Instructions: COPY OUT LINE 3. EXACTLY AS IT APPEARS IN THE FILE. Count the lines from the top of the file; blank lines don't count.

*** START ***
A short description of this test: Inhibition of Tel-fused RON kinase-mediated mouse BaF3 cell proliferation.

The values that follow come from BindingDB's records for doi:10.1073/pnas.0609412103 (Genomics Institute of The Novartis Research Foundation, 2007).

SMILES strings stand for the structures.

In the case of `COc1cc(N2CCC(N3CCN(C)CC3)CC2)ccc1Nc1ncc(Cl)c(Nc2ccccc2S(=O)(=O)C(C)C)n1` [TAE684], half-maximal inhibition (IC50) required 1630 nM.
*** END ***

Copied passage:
SMILES strings stand for the structures.